'Stopping by Woods on a Snowy Evening’ is a poem that glorifies nature in its pristine beauty. Although Frost avoids using ornate language or descriptive passages to describe the splendor of the woods, he creates an unforgettable picture with very simple words (mostly monosyllabic) and his brevity of expression. It isn't for nothing that he mentions the house of the owner of the woods at the very outset. Interestingly, the house remains absent throughout the poem, yet it makes a crucial contribution to achieve the desired effect.
The image of the absent house is significant in more than one way:
- Its absence signifies absence of any human activity. Absence of human activity further suggests that the woods and its surroundings lie untouched and unspoiled. Nothing has been tampered with and everything here exists in its primeval and pure state.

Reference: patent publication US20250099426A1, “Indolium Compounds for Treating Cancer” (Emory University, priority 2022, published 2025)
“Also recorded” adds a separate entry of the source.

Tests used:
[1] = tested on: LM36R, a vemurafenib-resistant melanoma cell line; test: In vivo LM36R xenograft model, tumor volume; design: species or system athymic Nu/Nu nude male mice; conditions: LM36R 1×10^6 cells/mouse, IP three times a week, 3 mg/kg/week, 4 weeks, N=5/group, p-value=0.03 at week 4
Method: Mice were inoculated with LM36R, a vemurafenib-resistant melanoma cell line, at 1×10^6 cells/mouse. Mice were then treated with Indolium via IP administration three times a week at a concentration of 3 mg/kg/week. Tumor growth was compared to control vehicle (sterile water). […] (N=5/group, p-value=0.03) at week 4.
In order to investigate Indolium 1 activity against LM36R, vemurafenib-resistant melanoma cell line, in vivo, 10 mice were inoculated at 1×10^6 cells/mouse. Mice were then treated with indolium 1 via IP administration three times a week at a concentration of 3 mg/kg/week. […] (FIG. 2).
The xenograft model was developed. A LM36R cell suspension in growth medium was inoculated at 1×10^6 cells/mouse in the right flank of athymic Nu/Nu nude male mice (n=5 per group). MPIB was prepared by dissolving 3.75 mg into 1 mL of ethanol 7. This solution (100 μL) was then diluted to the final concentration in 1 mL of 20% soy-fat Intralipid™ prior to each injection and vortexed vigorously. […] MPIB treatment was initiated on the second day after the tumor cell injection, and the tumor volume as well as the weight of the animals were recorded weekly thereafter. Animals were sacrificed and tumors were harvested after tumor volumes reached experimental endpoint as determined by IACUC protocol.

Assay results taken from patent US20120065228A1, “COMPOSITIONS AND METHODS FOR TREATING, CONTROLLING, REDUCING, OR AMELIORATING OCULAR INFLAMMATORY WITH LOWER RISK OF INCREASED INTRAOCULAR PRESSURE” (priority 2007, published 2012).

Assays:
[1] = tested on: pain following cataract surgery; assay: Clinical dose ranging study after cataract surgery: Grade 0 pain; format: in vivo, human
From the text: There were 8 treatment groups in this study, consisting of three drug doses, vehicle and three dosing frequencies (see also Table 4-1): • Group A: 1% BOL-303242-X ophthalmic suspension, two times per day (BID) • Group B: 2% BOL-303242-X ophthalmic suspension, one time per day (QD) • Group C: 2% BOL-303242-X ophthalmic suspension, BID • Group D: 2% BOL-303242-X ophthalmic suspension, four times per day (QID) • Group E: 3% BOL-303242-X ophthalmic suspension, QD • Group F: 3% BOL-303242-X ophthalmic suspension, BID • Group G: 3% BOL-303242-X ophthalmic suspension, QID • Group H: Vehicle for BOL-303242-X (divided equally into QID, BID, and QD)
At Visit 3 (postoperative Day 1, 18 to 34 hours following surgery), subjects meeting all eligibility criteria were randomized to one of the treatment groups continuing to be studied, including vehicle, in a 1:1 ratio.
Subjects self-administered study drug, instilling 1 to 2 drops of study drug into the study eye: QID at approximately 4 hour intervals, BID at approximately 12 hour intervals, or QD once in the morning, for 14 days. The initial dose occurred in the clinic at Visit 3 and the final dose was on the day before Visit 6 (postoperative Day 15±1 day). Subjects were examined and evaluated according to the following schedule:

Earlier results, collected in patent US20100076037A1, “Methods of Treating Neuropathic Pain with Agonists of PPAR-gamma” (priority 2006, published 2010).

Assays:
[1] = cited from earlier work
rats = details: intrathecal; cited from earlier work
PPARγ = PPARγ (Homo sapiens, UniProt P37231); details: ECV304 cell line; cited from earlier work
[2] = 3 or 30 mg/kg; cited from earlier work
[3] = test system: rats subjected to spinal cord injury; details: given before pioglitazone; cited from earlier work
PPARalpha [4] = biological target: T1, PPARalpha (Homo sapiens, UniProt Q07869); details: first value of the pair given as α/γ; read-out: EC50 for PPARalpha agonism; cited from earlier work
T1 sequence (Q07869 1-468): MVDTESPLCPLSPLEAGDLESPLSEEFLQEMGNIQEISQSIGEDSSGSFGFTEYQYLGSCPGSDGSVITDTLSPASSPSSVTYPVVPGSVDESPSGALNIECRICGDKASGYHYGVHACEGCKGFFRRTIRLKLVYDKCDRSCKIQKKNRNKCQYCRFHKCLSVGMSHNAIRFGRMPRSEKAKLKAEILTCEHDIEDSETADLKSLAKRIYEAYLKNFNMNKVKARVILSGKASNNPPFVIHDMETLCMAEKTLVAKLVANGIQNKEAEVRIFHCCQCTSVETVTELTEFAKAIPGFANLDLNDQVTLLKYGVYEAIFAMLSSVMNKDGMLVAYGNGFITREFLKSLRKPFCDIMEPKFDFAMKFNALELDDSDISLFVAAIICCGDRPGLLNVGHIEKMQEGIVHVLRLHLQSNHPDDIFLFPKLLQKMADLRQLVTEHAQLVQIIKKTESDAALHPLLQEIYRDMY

- As the house is located in the village, the poet is in no hurry to leave the woods. He can prolong his stay and gratify himself with its charm and beauty.
- It also implies that the place is wrapped in an atmosphere of peaceful and soothing silence. It helps the poet to meditate much better on the blissful aspect of the untarnished nature.
- The absence of the house also indicates the absence of all the negativities associated with human character – greed, deceit, cruelty, insensitivity, intolerance, selfishness and untruthfulness.